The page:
Bedtime Story Teeny Tiny
Teeny Tiny
Short Story The Spider and The Flea

The Spider and The Flea

 A SPIDER and a Flea dwelt together in one house, and brewed their beer in an egg-shell. One day, when the Spider was stirring it up, she fell in and scalded herself. Thereupon the Flea began to scream. And then the door asked: “Why are you screaming, Flea?” “Because little Spider has scalded herself in…

Short Story The Little Shepherd Boy
The Little Shepherd Boy
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1 min read
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 A SPIDER and a Flea dwelt together in one house, and brewed their beer in an egg-shell. One day, when the Spider was stirring it up, she fell in and scalded herself. Thereupon the Flea began to scream. And then the door asked: “Why are you screaming, Flea?”

“Because little Spider has scalded herself in the beer-tub,” replied she.

Thereupon the door began to creak as if it were in pain; and a broom, which stood in the corner, asked, “What are you creaking for, door?”

“May I not creak?” it replied:

“The little Spider’s scalt herself,

And the Flea weeps.”

So the broom began to sweep industriously, and presently a little cart came by, and asked the reason.

“May I not sweep?” replied the broom:

“The little Spider’s scalt herself,

And the Flea weeps;

The little door creaks with the pain,”—

Thereupon the little cart said: “So will I run,” and began to run very fast, past a heap of ashes, which cried out: “Why do you run, little cart?”

“Because,” replied the cart:

“The little Spider’s scalt herself,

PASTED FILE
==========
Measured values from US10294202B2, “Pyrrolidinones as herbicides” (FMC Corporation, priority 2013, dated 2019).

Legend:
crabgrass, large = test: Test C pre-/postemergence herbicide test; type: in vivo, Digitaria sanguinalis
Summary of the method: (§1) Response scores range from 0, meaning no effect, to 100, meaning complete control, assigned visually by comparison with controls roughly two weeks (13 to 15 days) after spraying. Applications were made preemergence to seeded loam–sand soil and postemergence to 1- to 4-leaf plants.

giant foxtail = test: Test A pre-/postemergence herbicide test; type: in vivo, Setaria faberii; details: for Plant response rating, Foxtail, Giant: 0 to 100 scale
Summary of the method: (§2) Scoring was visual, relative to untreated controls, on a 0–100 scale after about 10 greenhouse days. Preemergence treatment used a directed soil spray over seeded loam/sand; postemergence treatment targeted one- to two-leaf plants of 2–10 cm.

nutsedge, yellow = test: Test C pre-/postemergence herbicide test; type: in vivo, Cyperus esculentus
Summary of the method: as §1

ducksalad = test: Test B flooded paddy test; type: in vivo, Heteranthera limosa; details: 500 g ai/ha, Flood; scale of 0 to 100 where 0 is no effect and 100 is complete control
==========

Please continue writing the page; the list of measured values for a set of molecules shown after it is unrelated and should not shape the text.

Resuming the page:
And the Flea weeps;

The little door creaks with the pain,

And the broom sweeps.”

“Then,” said the ashes, “I will burn furiously.” Now, next the ashes there grew a tree, which asked: “Little heap, why do you burn?”

“Because,” was the reply:

“The little Spider’s scalt herself,

And the Flea weeps;

The little door creaks with the pain,

And the broom sweeps;

The little cart runs on so fast,”—

Thereupon the tree cried, “I will shake myself!” and went on shaking till all its leaves fell off.

A little girl passing by with a water-pitcher saw it shaking, and asked: “Why do you shake yourself, little tree?”

“Why may I not?” said the tree:

“The little Spider’s scalt herself,

And the Flea weeps;

The little door creaks with the pain,

And the broom sweeps;

The little cart runs on so fast,

And the ashes burn.”

Then the maiden said: “If so, I will break my pitcher;” and she threw it down and broke it.

At this the streamlet, from which she drew the water, asked:

“Why do you break your pitcher, my little girl?”

“Why may I not?” she replied; for

“The little Spider’s scalt herself,

And the Flea weeps;

The little door creaks with the pain,

And the broom sweeps;

The little cart runs on so fast,

And the ashes burn;

The little tree shakes down its leaves—

Now it is my turn!”

“Ah, then,” said the streamlet, “now must I begin to flow.” And it flowed and flowed along, in a great stream, which kept getting bigger and bigger, until at last it swallowed up the little girl, the little tree, the ashes, the cart, the broom, the door, the Flea, and, last of all, the Spider, all together.

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